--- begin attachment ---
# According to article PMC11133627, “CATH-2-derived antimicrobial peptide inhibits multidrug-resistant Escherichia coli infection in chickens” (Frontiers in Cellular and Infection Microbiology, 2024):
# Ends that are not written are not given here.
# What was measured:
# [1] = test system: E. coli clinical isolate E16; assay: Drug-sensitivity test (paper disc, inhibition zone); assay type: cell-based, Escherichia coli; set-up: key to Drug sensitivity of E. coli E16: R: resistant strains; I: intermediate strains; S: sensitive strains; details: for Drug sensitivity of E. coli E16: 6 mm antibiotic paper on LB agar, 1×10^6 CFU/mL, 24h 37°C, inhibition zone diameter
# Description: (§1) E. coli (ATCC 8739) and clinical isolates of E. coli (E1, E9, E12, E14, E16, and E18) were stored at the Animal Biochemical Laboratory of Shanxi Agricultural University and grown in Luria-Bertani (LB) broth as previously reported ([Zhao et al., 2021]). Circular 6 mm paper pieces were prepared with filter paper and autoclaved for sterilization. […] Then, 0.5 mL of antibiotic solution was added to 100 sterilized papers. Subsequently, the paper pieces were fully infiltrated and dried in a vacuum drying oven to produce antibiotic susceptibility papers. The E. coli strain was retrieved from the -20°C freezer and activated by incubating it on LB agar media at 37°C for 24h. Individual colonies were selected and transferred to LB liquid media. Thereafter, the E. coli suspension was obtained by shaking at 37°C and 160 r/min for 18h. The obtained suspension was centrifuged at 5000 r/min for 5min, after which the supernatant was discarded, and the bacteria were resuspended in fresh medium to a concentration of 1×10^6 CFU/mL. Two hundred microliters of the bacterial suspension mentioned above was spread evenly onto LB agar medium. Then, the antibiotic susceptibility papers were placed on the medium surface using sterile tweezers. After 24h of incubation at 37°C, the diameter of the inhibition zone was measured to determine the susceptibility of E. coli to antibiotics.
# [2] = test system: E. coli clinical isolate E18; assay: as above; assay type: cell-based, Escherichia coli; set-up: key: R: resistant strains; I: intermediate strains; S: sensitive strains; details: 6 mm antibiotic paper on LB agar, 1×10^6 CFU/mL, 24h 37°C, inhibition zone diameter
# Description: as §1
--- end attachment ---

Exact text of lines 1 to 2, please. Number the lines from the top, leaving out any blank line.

# According to article PMC11133627, “CATH-2-derived antimicrobial peptide inhibits multidrug-resistant Escherichia coli infection in chickens” (Frontiers in Cellular and Infection Microbiology, 2024):
# Ends that are not written are not given here.